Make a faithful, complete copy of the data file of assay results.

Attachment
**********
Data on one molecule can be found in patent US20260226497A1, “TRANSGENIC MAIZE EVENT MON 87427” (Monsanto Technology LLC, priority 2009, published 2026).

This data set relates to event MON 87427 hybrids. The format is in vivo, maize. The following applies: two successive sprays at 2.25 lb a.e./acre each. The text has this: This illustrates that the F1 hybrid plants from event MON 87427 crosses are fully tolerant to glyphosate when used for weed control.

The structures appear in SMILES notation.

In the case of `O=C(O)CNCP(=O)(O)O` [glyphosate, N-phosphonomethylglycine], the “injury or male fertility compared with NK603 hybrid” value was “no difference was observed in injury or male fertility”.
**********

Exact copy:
Data on one molecule can be found in patent US20260226497A1, “TRANSGENIC MAIZE EVENT MON 87427” (Monsanto Technology LLC, priority 2009, published 2026).

This data set relates to event MON 87427 hybrids. The format is in vivo, maize. The following applies: two successive sprays at 2.25 lb a.e./acre each. The text has this: This illustrates that the F1 hybrid plants from event MON 87427 crosses are fully tolerant to glyphosate when used for weed control.

The structures appear in SMILES notation.

In the case of `O=C(O)CNCP(=O)(O)O` [glyphosate, N-phosphonomethylglycine], the “injury or male fertility compared with NK603 hybrid” value was “no difference was observed in injury or male fertility”.